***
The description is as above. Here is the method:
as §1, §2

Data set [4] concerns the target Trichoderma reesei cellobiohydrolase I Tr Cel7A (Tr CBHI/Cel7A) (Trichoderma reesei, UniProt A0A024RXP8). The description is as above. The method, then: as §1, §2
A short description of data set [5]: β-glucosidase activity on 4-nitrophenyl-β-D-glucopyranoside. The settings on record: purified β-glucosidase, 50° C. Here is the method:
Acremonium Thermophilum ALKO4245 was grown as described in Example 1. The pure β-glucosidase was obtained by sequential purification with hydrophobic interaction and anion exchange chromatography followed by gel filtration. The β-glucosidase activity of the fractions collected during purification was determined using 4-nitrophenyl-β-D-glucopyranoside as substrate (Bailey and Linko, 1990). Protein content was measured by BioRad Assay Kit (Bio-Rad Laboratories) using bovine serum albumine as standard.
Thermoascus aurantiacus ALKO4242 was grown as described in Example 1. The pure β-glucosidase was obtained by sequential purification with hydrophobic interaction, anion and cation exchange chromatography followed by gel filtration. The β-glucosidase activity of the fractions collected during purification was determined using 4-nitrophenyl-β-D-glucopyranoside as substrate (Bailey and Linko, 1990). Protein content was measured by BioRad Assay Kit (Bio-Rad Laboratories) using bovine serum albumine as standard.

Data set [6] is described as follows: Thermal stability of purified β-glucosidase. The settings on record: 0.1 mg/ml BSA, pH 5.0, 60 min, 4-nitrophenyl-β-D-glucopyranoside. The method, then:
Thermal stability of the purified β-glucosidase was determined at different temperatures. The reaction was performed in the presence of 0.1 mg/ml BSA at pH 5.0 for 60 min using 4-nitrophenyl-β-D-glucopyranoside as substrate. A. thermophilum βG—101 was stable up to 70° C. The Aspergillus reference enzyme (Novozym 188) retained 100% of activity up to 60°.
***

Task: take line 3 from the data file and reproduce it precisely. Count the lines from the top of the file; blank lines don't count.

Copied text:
Data set [4] concerns the target Trichoderma reesei cellobiohydrolase I Tr Cel7A (Tr CBHI/Cel7A) (Trichoderma reesei, UniProt A0A024RXP8). The description is as above. The method, then: as §1, §2